MP TIM Collins has launched a Parliamentary bid to ensure cult TV show Dr Who remains on our screens once it returns to the BBC next year, writes Michaela Robinson-Tate.
The self-confessed Dr Who addict and MP for Westmorland and Lonsdale is one of a cross-party group of MPs who has fired off a letter to Michael Grade - the broadcasting veteran who has been touted
as a leading contender for the job of chairman of the BBC.
Mr Grade was director of programmes at the BBC when, in 1989, he was famously responsible for cancelling Dr Who and devastating the legions of fans of the sci-fi series. He later appeared on the
comedy programme Room 101 when Dr Who was one of his choices of pet hates that he wanted to cast into oblivion.
The television series - well known for sending generations of children scuttling behind the sofa in terror - has been resurrected with actor Christopher Eccleston cast in the eponymous role.
Mr Collins - and five other MPs, including the Liberal Democrat and Conservative culture spokesmen Don Foster and Julie Kirkbride - is taking no chances about its future, and wants an assurance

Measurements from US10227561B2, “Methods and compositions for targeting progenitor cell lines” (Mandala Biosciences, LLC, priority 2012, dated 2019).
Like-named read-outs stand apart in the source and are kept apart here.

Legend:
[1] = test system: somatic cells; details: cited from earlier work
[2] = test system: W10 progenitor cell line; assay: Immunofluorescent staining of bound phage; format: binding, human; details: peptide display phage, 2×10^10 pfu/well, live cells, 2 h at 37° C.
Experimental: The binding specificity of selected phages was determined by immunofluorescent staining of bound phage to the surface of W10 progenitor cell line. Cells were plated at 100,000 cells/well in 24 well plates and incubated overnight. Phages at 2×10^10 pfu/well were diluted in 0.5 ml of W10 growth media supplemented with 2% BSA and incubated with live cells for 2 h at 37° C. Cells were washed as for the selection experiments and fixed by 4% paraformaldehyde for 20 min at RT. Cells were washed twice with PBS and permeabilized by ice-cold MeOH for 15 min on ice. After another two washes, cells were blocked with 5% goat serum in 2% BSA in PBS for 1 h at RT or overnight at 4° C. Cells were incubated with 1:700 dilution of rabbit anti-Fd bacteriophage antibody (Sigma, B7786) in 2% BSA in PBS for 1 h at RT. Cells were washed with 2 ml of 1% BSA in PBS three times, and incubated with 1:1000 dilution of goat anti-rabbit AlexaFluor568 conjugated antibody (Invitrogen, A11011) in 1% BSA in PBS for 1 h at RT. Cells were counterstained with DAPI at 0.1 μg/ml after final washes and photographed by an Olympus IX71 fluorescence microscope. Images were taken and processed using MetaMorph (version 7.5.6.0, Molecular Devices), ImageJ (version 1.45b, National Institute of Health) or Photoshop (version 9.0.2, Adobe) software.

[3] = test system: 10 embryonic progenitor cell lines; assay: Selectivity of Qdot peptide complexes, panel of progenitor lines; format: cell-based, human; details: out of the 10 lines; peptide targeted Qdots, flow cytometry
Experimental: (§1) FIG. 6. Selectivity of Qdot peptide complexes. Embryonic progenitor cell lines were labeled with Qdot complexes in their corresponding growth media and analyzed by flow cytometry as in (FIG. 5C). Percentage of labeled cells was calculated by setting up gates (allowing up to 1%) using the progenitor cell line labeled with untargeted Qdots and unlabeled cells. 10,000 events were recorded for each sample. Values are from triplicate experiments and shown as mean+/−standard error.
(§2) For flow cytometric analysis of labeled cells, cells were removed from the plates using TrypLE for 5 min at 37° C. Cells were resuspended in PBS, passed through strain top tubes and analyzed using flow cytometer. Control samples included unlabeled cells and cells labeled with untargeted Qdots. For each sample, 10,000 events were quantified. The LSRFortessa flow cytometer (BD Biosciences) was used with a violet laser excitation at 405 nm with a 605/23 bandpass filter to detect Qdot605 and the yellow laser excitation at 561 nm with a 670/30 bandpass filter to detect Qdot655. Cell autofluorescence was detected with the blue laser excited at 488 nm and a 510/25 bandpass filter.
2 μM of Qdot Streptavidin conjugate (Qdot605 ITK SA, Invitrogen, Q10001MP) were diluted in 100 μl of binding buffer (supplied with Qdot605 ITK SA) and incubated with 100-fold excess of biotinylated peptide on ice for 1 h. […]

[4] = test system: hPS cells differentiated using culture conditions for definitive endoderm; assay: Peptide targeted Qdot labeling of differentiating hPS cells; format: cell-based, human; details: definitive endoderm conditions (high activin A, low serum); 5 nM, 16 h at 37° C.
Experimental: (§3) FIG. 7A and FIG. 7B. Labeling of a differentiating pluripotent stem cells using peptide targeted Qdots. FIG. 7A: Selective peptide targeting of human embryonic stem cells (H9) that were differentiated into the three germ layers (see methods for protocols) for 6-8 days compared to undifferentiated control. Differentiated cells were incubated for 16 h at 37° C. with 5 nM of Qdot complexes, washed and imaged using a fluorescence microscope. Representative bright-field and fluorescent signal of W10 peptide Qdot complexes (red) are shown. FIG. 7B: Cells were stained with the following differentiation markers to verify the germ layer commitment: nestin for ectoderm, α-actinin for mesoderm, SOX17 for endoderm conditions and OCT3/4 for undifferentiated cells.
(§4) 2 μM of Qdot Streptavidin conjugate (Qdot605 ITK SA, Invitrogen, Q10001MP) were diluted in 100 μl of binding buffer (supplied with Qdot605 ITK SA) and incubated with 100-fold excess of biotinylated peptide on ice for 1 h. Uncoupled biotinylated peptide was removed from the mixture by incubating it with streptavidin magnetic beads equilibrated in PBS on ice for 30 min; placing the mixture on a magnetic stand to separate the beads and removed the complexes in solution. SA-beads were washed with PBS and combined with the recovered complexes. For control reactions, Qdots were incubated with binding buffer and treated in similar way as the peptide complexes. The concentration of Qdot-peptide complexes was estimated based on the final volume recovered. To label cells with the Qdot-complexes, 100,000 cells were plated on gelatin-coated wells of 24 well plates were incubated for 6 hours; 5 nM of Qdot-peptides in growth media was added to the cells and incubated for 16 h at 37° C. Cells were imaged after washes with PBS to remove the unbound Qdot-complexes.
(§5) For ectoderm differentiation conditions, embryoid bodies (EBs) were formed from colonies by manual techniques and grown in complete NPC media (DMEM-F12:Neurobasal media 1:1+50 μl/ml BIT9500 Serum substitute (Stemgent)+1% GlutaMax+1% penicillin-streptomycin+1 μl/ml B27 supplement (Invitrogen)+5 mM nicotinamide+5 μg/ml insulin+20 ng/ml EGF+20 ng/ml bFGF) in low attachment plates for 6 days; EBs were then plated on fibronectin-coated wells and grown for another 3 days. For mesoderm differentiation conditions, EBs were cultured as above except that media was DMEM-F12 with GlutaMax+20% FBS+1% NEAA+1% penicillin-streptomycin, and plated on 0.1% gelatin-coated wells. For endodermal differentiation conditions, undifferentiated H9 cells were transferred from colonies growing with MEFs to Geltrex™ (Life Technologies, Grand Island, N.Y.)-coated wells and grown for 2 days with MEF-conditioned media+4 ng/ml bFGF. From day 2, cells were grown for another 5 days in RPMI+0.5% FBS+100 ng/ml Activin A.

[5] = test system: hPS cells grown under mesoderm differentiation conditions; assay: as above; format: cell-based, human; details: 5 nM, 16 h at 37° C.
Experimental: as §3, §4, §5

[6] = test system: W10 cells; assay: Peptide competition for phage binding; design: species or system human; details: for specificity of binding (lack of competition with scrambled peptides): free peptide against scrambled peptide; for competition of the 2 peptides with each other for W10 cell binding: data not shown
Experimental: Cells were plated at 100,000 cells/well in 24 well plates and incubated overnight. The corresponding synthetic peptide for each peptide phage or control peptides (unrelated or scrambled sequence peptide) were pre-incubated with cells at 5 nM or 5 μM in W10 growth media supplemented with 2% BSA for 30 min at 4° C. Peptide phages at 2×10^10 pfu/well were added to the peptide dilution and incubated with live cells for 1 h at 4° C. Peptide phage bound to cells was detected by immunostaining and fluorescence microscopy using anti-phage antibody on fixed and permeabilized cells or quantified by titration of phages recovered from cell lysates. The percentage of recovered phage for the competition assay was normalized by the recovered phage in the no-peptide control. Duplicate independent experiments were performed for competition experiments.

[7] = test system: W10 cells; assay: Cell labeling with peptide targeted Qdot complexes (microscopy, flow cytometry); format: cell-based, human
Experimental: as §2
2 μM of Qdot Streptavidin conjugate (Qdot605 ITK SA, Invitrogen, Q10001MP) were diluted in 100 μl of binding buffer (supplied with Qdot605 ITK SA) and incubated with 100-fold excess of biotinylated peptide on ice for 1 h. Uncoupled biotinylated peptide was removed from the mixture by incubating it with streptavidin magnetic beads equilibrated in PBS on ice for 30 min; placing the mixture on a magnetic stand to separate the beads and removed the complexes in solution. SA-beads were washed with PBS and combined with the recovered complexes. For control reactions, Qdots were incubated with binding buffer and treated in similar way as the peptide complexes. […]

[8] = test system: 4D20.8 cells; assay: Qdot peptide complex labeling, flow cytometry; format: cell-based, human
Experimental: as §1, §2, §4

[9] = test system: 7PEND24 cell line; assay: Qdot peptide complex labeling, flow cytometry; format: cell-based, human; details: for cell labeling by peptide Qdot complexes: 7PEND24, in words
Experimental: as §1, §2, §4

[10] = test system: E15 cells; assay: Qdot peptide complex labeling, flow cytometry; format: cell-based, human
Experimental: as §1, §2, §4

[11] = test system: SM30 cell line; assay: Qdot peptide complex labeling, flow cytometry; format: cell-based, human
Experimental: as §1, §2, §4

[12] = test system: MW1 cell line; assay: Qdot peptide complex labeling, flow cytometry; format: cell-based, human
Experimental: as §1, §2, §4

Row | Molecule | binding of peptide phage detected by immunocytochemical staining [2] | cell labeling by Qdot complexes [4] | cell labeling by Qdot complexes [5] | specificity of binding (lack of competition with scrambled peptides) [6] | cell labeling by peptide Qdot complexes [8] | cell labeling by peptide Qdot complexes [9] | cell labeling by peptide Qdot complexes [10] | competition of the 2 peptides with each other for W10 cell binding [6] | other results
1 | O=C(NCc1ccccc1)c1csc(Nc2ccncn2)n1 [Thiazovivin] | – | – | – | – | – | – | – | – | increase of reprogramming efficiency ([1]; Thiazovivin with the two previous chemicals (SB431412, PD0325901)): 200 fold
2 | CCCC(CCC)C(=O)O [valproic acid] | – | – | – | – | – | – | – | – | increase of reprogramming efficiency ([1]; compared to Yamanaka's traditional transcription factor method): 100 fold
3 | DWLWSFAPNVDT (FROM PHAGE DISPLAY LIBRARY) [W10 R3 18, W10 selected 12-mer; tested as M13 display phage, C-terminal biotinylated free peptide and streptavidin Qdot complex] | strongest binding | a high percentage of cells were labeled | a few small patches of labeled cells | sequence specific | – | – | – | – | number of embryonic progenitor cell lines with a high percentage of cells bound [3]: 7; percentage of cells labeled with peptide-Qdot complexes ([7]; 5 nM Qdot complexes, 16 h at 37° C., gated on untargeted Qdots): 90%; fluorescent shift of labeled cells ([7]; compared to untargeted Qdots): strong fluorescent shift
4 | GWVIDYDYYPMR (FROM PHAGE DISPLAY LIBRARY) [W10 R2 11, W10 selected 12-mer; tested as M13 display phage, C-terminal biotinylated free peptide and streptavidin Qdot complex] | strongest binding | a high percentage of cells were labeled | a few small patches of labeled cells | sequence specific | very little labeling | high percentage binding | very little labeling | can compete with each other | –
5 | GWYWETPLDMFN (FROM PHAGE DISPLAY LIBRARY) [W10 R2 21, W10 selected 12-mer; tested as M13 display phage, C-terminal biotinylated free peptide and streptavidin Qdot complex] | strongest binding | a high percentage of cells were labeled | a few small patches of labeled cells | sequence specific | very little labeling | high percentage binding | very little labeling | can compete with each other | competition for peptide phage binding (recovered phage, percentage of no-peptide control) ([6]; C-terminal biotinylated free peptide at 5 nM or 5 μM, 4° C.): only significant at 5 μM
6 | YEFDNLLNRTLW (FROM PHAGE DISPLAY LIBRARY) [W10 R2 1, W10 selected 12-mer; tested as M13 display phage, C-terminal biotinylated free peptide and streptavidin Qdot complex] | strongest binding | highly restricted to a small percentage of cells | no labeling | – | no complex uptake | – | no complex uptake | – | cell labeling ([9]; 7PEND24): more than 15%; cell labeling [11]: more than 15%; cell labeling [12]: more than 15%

that a Michael Grade-led BBC would not abandon Dr Who once again.
In a letter dispatched yesterday (Thursday) the MPs said: "As you will know, the BBC is currently committing substantial financial and creative resources to a major revival of Dr Who. Some however
are concerned that, were you to become BBC chairman, the project would be derailed - potentially wasting licence payers' money. Are you therefore prepared to guarantee that, should you be appointed
to the post, you would not interfere in any way with decisions about Dr Who?"
In the letter, they remind Mr Grade that he has admitted to a "strong personal dislike" of the programme.
Mr Collins said he believed that Mr Grade had already said he recognised the chairman's job was a hands-off role, so he should be able to make the MPs the assurance they were seeking.
Mr Collins said he was looking forward to passing on his enthusiasm for the show to his son, Christopher, when he was old enough.
Reassuring his constituents that he realised the fate of the series was not the most serious issue on his agenda, the MP said he was using his spare time to campaign about the show.